Federal law restricts openly gay men and women from serving in the Army; in effect, that means that gay men and women who join the military are required to hide their sexuality. And yet photographer Jeff Sheng has had no problem getting them to talk. In fact, his latest photo project, Don't Ask, Don't Tell , came about somewhat organically, after several gay military personnel had contacted him. Although Sheng does not reveal his subjects' identities, his portraits still reveal their struggle. He has taken about 60 portraits in 25 states, and the project has garnered a fair bit of attention. Sheng elaborates in an exhibition news release that the theme of invisibility is a broader one that applies to the recent wars in Iraq and Afghanistan:.
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On a warm fall day nearly two years ago, Dwayne D. He was waiting for the arrival of Jonathan Franqui, the man he had met nearly a month before and with whom he found an instant connection. It was their first real date - after over a week of talking on the phone and texting about their lives, learning about each other's families and friends and life aspirations, they were finally meeting up in person. When Jonathan arrived at the park, Dwayne stood up from his seat on the fountain and, without a word, pulled two coins from his pocket.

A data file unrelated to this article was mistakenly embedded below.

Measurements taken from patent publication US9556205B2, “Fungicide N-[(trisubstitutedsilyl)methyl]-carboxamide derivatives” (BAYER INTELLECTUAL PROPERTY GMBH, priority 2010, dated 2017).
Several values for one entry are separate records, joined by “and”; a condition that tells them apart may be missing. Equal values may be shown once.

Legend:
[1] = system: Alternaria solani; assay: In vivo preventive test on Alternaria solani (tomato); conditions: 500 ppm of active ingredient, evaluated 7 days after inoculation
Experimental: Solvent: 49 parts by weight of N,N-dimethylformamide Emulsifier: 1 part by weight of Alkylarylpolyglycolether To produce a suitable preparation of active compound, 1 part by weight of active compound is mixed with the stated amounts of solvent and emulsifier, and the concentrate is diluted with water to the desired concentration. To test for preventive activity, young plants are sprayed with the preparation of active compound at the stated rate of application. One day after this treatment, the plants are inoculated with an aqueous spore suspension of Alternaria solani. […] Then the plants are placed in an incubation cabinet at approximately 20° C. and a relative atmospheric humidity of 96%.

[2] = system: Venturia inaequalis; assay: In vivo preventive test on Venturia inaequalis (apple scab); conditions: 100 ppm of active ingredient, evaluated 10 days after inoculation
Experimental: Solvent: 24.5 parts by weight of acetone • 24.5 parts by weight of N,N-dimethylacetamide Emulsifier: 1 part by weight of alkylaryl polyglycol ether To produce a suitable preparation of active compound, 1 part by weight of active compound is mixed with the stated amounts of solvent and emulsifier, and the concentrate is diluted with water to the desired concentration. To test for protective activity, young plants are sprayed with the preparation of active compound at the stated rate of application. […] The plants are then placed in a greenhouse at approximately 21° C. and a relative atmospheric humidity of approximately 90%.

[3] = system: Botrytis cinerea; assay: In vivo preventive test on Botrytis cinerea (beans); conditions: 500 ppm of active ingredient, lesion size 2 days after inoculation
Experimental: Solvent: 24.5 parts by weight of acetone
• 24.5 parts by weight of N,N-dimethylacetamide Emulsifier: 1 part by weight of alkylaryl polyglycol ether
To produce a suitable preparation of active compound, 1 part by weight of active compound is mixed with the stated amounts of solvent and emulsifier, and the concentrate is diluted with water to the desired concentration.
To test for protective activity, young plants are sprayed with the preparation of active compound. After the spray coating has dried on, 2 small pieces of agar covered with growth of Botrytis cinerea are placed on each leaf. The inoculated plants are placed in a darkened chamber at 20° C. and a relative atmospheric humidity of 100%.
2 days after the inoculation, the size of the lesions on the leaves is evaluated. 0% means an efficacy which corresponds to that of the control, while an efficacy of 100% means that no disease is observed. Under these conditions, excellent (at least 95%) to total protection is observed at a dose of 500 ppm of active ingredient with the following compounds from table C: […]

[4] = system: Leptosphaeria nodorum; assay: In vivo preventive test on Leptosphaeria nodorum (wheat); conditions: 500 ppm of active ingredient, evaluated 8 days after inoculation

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To much of the lesbian, gay, bisexual and transgender LGBT community, the " Don't Ask, Don't Tell " policy is but a distant memory nearly two years after its controversial repeal. But a New York art exhibit is taking a look back at the days when gay military members had to stay closeted when it came to their personal lives. The exhibit features images of "love and lust with, and among, soldiers, sailors and others with weapons and uniforms," according to museum officials, and includes some erotically-charged pieces by Michael Sennet, Thom Adams, Yznaga Regan and others. One of the exhibition's curators described the show not only as "timely and significant," particularly in the wake of the "Don't Ask, Don't Tell" repeal, but also representative of the long-standing fascination many gay men have with military officers.